Scientists have made a great breakthrough in identifying the underlying genetic mutation that causes a rare form of kidney cancer called chromophobe renal cell carcinoma. While very little was known about the genetic basis of nonheredity manifestation of this type of cancer, this research will help doctors to identify the cause and devise appropriate interventions. The study was published Thursday in the journal Cancer Cell.
The research was a collaboration between universities around the world, including Baylor College of Medicine. It was funded by the National Institutes of Health's Cancer Genome Atlas Initiative. The researchers completed the sequence of the chromophobe renal cell carcinoma and even other rare types of cancers.
Chromophobe renal cell carcinoma accounts for five percent of all kidney cancer cases. Around 2,000 new cases are diagnosed each year in the United States. While the survival rate is high, advanced or metastatic cancers show poor prognosis.
"This report is incredibly exciting for physicians who care for these patients because all of the treatment plans we have had to this point have been based on the biology of the more common kidney cancer type, as if chromophobe must be a close relative of that disease," Dr. Kimryn Rathmell said in a statement, talking about how the new research would impact future cancer outcomes.
Samples of tumors were collected from 66 patients and were sequenced. Gene expression and epigenetic data were integrated with other types of data collected on these samples. After sequencing known genes and also DNA from mitochondria and from the entire genome, it was concluded that chromophobe renal cell carcinoma represents a distinct subtype of kidney cancers.
Humans have 23 pairs of chromosomes, a total of 46 per cell. If the chromosomal structure gets manipulated in any way that leads to a loss of chromosomal material, it may result in cancer progression.
The study found that in a majority (86 percent) of the samples, one copy or a major part of chromosomes 1, 2, 6, 10, 13, and 17 were missing. When scientists looked for genes that were altered or missing, only two genes, TP53 and PTEN, were identified with a sizable frequency.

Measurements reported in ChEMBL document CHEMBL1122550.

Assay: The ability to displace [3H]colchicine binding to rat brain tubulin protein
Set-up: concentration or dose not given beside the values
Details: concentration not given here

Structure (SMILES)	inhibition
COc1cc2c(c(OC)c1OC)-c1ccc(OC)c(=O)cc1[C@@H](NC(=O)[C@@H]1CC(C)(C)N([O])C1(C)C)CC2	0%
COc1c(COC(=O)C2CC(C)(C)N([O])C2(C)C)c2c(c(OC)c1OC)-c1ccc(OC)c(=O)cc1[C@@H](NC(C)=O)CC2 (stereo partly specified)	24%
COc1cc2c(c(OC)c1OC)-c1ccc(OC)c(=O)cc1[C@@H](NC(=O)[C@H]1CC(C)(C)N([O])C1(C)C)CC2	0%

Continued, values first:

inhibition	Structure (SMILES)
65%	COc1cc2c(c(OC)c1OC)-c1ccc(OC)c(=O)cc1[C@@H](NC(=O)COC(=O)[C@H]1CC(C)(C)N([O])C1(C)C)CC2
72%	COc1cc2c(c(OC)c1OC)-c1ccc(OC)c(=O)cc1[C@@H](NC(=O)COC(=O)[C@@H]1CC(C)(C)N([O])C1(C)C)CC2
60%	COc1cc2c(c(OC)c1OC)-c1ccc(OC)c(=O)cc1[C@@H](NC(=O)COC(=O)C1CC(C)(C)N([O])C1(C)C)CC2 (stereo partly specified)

The team then conducted an extra analysis. In most genomic studies, only the exome that makes up about one percent of the genome is sequenced. This is a fastest way to look for changes that cause diseases. But in this study, the researchers sequenced the whole genome.
With whole exome analysis, scientists are just looking within the boundaries of known genes to see which are broken and may have caused the disease, explained Dr. Chad Creighton.
"However, when you look outside of the genes, there is much more going on," Creighton said. "For example, gene regulatory features of the genome can be altered."
The whole genome analysis revealed that there were a lot of structural rearrangements or breakpoints in the promoter region of a gene called TERT. The TERT gene provides instructions for making components of the telomerase enzyme.
Telomerase represent the "clock" of the cell, Creighton said. "This plays a critical role in cell division, and with many cancer cells, telomerase levels are really high and time never really runs out, which allows the cell to never die.
Since it was only the promoter region and not the whole gene that was affected “this malfunction is not picked up in whole exome analysis," Creighton said.
The study also highlights the roles of mitochondrial DNA alterations and of the cell of origin involved in cancer initiation, say the authors.
This may alter the way research on other cancer studies are conducted said Creighton. "We need to survey the regulatory regions for other cancer types as well,” he said.
Source: Creighton C, Rathmell K, et al. Cancer Cell. 2014.